By Nick Pfosi and Gabriella Borter
MINNEAPOLIS (Reuters) -Minnesota authorities arrested the white police officer who fatally shot a Black man during a scuffle that followed a routine traffic stop and said they would charge her with second-degree manslaughter on Wednesday.
Kim Potter, a 26-year veteran who resigned from the Brooklyn Center police force on Tuesday, was booked into Hennepin County jail on Wednesday for fatally shooting 20-year-old Daunte Wright three days ago, the state’s Bureau of Criminal Apprehension said in a statement.
Potter, 48, was being held without bail, jail records showed. The Washington County Attorney’s office was expected to file the charge against her later on Wednesday.
Washington County Attorney Pete Orput and Potter’s attorney, Earl Gray, did not immediately respond to requests for comment.
Wright was shot on Sunday after being pulled over for what police said was an expired car registration. Officers discovered there was a warrant out for his arrest, and Officer Potter accidentally drew her pistol instead of her Taser during a struggle with Wright, who got back into his car, officials said.
In police video of the incident, Potter can be heard shouting, “Holy shit, I just shot him.”
In addition to Potter, Brooklyn Center police chief Tim Gannon also tendered his resignation on Tuesday.
To convict Potter of second-degree manslaughter under Minnesota law, prosecutors must show that she was “culpably negligent” and took an “unreasonable risk” in her actions against Wright. The charge carries a maximum sentence of 10 years in prison and a $20,000 fine.
Attorney Benjamin Crump, representing Wright’s family, said in a statement on Wednesday that the charge was a step but fell short of fulfilling a greater need for police reform in the United States.
“While we appreciate that the district attorney is pursuing justice for Daunte, no conviction can give the Wright family their loved one back. This was no accident. This was an intentional, deliberate, and unlawful use of force.
“Driving while Black continues to result in a death sentence,” Crump said.
TASER USE AN ISSUE
The shooting has renewed criticism of discretionary vehicle stops for minor traffic violations, in which police officers have legal leeway to act on racial bias, civil rights advocates say.
It has also drawn attention to potential issues with the use of Tasers by police officers, with some experts saying problems persist with training and the weapon’s design.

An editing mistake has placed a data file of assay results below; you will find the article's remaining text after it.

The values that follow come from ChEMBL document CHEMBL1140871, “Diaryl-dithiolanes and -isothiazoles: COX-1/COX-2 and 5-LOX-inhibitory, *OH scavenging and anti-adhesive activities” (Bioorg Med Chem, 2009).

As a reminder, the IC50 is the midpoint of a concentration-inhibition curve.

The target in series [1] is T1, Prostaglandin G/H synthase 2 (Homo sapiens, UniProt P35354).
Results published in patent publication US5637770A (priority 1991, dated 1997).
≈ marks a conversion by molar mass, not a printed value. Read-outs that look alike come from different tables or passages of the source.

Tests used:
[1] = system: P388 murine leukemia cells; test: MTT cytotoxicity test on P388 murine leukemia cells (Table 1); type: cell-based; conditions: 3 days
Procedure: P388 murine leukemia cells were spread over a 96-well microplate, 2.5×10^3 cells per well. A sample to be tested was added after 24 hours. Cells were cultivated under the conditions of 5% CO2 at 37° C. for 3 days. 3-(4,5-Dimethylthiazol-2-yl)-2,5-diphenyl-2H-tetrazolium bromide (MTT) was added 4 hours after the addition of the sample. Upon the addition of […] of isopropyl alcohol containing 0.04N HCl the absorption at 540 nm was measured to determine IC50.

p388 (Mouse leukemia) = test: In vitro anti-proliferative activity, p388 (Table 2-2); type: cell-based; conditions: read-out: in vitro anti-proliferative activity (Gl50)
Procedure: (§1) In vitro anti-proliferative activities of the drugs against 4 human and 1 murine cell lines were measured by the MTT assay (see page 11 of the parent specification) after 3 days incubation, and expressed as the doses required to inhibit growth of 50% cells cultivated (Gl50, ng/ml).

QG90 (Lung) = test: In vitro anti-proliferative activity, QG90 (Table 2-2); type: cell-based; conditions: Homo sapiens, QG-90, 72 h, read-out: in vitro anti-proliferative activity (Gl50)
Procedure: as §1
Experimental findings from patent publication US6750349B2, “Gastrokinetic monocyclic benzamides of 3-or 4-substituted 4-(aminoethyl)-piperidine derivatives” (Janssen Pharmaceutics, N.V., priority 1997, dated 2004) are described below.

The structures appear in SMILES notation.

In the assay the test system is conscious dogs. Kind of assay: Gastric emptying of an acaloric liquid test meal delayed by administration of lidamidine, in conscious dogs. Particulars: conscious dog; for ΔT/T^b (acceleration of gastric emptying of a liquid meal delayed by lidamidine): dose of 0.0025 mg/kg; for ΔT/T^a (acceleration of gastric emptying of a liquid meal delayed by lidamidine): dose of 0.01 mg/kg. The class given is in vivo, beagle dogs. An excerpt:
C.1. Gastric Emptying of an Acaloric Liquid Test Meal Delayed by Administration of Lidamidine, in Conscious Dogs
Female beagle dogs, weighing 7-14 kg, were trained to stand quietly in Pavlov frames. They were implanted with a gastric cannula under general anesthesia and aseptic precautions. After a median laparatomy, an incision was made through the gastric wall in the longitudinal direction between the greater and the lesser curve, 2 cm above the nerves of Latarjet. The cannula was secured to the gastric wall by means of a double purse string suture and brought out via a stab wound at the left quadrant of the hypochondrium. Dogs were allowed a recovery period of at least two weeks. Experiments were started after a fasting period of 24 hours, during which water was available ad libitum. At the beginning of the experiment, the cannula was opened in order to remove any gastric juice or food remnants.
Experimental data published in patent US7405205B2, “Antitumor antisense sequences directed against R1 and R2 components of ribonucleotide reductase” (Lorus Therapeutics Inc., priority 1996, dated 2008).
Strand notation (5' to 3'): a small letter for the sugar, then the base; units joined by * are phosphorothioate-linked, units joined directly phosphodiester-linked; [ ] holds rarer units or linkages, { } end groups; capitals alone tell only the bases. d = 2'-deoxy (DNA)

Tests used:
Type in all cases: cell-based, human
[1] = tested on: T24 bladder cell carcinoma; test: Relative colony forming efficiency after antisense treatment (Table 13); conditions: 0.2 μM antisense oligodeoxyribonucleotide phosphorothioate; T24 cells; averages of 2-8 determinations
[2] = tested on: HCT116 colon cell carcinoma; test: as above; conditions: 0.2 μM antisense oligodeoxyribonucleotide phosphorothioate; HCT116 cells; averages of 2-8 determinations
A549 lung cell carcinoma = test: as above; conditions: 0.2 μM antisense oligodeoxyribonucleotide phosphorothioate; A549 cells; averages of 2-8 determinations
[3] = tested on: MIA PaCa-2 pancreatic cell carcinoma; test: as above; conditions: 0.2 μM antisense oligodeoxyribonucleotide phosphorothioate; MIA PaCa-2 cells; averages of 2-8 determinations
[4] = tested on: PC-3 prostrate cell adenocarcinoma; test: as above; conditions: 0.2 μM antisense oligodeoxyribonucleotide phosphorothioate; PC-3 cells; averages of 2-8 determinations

Potter is at least the third U.S. law enforcement officer to face charges after claiming they mistakenly killed someone with a gun when they meant to use a Taser.
The previous two are former Bay Area Rapid Transit (BART) police officer Johannes Mehserle, who fatally shot a man named Oscar Grant in 2009 in Oakland, California, and reserve deputy Robert Bates, who killed Eric Harris in Oklahoma in 2015.
Mehserle was convicted of involuntary manslaughter and sentenced to two years in prison. Bates was sentenced to four years in prison for second-degree manslaughter.
Wright was killed in Hennepin County, just miles from the Minneapolis courthouse where the trial of Derek Chauvin, the former Minneapolis policeman charged with murdering George Floyd last May, is taking place.
Potter’s case was referred to nearby Washington County under a year-old, five-county agreement to avoid the appearance of conflicts of interest in police use-of-deadly-force cases.
Floyd, 46, who died in handcuffs with his neck pinned to the street under Chauvin’s knee, became the face of protests against racism and police brutality that swept the United States last year.
Protesters assembled outside Brooklyn Center’s police headquarters for a third night on Tuesday, some throwing bottles and other projectiles over a fence around the building. Officers fired teargas, nonlethal rounds and flash-bang rounds, to disperse the crowd.
(Reporting by Nick Pfosi in Minneapolis, Nathan Layne in Wilton, Connecticut, Brendan O’Brien in Chicago, Peter Szekely in New York, Joseph Ax in Princeton, New Jersey, Tim Reid and Gabriella Borter in Washington, D.C.; Writing by Gabriella Borter; Editing by Jonathan Oatis and Howard Goller)